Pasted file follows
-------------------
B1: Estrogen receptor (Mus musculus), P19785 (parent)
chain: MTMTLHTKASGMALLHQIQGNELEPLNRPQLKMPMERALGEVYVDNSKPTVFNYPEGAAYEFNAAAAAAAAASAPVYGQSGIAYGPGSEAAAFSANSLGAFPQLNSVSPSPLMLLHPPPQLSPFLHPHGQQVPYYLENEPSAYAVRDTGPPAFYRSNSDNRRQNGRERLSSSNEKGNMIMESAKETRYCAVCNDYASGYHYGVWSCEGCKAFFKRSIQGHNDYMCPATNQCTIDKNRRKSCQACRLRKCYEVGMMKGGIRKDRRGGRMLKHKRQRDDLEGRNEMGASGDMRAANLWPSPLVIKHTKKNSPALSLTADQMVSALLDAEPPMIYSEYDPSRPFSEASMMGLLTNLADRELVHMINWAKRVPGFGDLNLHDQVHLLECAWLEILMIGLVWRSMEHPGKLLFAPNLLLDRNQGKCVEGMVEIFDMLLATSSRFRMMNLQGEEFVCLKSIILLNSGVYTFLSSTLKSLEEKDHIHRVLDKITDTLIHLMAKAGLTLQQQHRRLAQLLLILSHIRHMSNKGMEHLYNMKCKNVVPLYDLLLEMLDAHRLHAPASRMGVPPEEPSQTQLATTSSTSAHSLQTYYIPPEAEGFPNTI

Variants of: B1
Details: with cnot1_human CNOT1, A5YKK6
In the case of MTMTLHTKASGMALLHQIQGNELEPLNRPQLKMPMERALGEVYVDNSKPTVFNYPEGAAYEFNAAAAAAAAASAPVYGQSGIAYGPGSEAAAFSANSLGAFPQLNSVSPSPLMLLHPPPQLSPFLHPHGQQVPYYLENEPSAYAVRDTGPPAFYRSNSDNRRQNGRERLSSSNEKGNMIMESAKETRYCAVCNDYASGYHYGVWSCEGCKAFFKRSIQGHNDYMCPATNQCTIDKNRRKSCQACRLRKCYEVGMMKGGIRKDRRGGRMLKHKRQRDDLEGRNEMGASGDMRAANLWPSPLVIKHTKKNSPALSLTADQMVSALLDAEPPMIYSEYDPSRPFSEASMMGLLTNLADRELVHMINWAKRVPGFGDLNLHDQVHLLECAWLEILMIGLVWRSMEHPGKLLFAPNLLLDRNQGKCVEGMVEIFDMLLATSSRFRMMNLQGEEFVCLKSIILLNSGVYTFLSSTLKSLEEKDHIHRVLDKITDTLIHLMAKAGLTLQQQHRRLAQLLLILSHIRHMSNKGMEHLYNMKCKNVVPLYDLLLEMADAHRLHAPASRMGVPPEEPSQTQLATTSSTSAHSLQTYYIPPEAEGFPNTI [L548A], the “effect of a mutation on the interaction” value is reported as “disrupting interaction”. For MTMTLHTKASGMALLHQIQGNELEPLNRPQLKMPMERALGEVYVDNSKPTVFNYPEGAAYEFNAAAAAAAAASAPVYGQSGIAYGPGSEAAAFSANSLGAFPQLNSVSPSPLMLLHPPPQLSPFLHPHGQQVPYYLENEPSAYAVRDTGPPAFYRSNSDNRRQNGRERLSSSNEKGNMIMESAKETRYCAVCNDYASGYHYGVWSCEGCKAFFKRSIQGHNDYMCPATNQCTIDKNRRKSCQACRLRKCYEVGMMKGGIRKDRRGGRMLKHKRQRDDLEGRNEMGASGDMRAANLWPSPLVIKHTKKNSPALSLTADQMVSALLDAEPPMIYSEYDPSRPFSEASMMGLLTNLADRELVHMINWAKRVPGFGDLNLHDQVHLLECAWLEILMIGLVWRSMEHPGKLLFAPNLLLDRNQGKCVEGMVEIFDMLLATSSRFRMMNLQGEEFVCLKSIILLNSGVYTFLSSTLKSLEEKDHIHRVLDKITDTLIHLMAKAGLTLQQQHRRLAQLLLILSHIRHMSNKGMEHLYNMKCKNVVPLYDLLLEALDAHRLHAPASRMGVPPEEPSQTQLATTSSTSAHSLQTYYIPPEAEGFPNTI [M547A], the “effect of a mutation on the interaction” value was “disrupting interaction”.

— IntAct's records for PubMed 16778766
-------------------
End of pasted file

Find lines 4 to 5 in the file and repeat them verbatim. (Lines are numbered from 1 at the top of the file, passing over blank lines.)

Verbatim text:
Details: with cnot1_human CNOT1, A5YKK6
In the case of MTMTLHTKASGMALLHQIQGNELEPLNRPQLKMPMERALGEVYVDNSKPTVFNYPEGAAYEFNAAAAAAAAASAPVYGQSGIAYGPGSEAAAFSANSLGAFPQLNSVSPSPLMLLHPPPQLSPFLHPHGQQVPYYLENEPSAYAVRDTGPPAFYRSNSDNRRQNGRERLSSSNEKGNMIMESAKETRYCAVCNDYASGYHYGVWSCEGCKAFFKRSIQGHNDYMCPATNQCTIDKNRRKSCQACRLRKCYEVGMMKGGIRKDRRGGRMLKHKRQRDDLEGRNEMGASGDMRAANLWPSPLVIKHTKKNSPALSLTADQMVSALLDAEPPMIYSEYDPSRPFSEASMMGLLTNLADRELVHMINWAKRVPGFGDLNLHDQVHLLECAWLEILMIGLVWRSMEHPGKLLFAPNLLLDRNQGKCVEGMVEIFDMLLATSSRFRMMNLQGEEFVCLKSIILLNSGVYTFLSSTLKSLEEKDHIHRVLDKITDTLIHLMAKAGLTLQQQHRRLAQLLLILSHIRHMSNKGMEHLYNMKCKNVVPLYDLLLEMADAHRLHAPASRMGVPPEEPSQTQLATTSSTSAHSLQTYYIPPEAEGFPNTI [L548A], the “effect of a mutation on the interaction” value is reported as “disrupting interaction”. For MTMTLHTKASGMALLHQIQGNELEPLNRPQLKMPMERALGEVYVDNSKPTVFNYPEGAAYEFNAAAAAAAAASAPVYGQSGIAYGPGSEAAAFSANSLGAFPQLNSVSPSPLMLLHPPPQLSPFLHPHGQQVPYYLENEPSAYAVRDTGPPAFYRSNSDNRRQNGRERLSSSNEKGNMIMESAKETRYCAVCNDYASGYHYGVWSCEGCKAFFKRSIQGHNDYMCPATNQCTIDKNRRKSCQACRLRKCYEVGMMKGGIRKDRRGGRMLKHKRQRDDLEGRNEMGASGDMRAANLWPSPLVIKHTKKNSPALSLTADQMVSALLDAEPPMIYSEYDPSRPFSEASMMGLLTNLADRELVHMINWAKRVPGFGDLNLHDQVHLLECAWLEILMIGLVWRSMEHPGKLLFAPNLLLDRNQGKCVEGMVEIFDMLLATSSRFRMMNLQGEEFVCLKSIILLNSGVYTFLSSTLKSLEEKDHIHRVLDKITDTLIHLMAKAGLTLQQQHRRLAQLLLILSHIRHMSNKGMEHLYNMKCKNVVPLYDLLLEALDAHRLHAPASRMGVPPEEPSQTQLATTSSTSAHSLQTYYIPPEAEGFPNTI [M547A], the “effect of a mutation on the interaction” value was “disrupting interaction”.